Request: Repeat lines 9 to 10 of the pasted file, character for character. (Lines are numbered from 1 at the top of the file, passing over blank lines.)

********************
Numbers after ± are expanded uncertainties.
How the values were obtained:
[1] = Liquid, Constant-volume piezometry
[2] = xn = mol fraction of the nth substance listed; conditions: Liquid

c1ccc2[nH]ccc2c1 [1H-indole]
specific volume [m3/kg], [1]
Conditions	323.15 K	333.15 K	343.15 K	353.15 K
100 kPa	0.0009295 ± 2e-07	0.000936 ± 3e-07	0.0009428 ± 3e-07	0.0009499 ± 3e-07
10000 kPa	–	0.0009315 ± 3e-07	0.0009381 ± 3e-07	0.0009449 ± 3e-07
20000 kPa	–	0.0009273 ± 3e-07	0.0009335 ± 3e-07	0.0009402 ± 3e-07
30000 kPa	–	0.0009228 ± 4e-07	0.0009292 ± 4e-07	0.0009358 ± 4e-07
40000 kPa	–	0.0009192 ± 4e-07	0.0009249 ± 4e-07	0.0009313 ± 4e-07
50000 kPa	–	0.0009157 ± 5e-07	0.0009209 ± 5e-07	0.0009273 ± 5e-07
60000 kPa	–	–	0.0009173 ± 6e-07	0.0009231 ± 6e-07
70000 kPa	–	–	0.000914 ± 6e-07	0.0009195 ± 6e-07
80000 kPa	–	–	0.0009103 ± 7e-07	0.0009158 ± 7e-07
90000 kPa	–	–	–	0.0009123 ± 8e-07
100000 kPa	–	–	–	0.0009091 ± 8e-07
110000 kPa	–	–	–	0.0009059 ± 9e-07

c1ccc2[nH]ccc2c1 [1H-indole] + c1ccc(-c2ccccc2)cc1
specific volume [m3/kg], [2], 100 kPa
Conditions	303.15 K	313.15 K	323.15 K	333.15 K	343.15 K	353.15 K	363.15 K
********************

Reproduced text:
10000 kPa	–	0.0009315 ± 3e-07	0.0009381 ± 3e-07	0.0009449 ± 3e-07
20000 kPa	–	0.0009273 ± 3e-07	0.0009335 ± 3e-07	0.0009402 ± 3e-07